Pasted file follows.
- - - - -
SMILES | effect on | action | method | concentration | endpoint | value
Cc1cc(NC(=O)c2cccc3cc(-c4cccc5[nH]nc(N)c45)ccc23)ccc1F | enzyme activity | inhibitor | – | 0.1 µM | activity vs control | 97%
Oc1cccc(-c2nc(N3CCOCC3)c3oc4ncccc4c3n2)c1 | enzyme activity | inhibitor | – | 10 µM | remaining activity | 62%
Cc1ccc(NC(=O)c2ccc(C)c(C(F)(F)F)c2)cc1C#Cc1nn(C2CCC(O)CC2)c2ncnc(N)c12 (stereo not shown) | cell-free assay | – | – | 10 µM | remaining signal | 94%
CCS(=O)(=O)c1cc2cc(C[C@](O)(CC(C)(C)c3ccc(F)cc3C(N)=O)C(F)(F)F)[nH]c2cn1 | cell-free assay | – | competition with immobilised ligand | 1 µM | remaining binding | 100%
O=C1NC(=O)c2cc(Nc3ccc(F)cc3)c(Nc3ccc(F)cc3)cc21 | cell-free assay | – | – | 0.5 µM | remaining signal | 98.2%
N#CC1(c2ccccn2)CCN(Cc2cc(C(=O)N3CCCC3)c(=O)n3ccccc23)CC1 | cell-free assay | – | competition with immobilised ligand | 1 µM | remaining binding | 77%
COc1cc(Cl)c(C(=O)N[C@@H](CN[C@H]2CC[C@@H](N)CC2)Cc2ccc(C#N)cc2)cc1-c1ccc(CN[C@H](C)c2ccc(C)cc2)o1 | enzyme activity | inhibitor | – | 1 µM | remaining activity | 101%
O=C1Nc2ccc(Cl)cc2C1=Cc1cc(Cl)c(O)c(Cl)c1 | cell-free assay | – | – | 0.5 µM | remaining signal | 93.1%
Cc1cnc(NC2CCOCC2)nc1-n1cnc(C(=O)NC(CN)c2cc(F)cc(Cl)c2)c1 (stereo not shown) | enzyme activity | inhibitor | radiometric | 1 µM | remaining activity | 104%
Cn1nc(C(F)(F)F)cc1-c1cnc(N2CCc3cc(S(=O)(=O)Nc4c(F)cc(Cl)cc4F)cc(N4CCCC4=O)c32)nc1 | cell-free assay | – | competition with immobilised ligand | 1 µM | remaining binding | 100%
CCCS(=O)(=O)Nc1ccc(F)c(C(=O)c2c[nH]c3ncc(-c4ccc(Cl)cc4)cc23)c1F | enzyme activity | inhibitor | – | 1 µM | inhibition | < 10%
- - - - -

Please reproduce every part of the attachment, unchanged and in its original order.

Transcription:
SMILES | effect on | action | method | concentration | endpoint | value
Cc1cc(NC(=O)c2cccc3cc(-c4cccc5[nH]nc(N)c45)ccc23)ccc1F | enzyme activity | inhibitor | – | 0.1 µM | activity vs control | 97%
Oc1cccc(-c2nc(N3CCOCC3)c3oc4ncccc4c3n2)c1 | enzyme activity | inhibitor | – | 10 µM | remaining activity | 62%
Cc1ccc(NC(=O)c2ccc(C)c(C(F)(F)F)c2)cc1C#Cc1nn(C2CCC(O)CC2)c2ncnc(N)c12 (stereo not shown) | cell-free assay | – | – | 10 µM | remaining signal | 94%
CCS(=O)(=O)c1cc2cc(C[C@](O)(CC(C)(C)c3ccc(F)cc3C(N)=O)C(F)(F)F)[nH]c2cn1 | cell-free assay | – | competition with immobilised ligand | 1 µM | remaining binding | 100%
O=C1NC(=O)c2cc(Nc3ccc(F)cc3)c(Nc3ccc(F)cc3)cc21 | cell-free assay | – | – | 0.5 µM | remaining signal | 98.2%
N#CC1(c2ccccn2)CCN(Cc2cc(C(=O)N3CCCC3)c(=O)n3ccccc23)CC1 | cell-free assay | – | competition with immobilised ligand | 1 µM | remaining binding | 77%
COc1cc(Cl)c(C(=O)N[C@@H](CN[C@H]2CC[C@@H](N)CC2)Cc2ccc(C#N)cc2)cc1-c1ccc(CN[C@H](C)c2ccc(C)cc2)o1 | enzyme activity | inhibitor | – | 1 µM | remaining activity | 101%
O=C1Nc2ccc(Cl)cc2C1=Cc1cc(Cl)c(O)c(Cl)c1 | cell-free assay | – | – | 0.5 µM | remaining signal | 93.1%
Cc1cnc(NC2CCOCC2)nc1-n1cnc(C(=O)NC(CN)c2cc(F)cc(Cl)c2)c1 (stereo not shown) | enzyme activity | inhibitor | radiometric | 1 µM | remaining activity | 104%
Cn1nc(C(F)(F)F)cc1-c1cnc(N2CCc3cc(S(=O)(=O)Nc4c(F)cc(Cl)cc4F)cc(N4CCCC4=O)c32)nc1 | cell-free assay | – | competition with immobilised ligand | 1 µM | remaining binding | 100%
CCCS(=O)(=O)Nc1ccc(F)c(C(=O)c2c[nH]c3ncc(-c4ccc(Cl)cc4)cc23)c1F | enzyme activity | inhibitor | – | 1 µM | inhibition | < 10%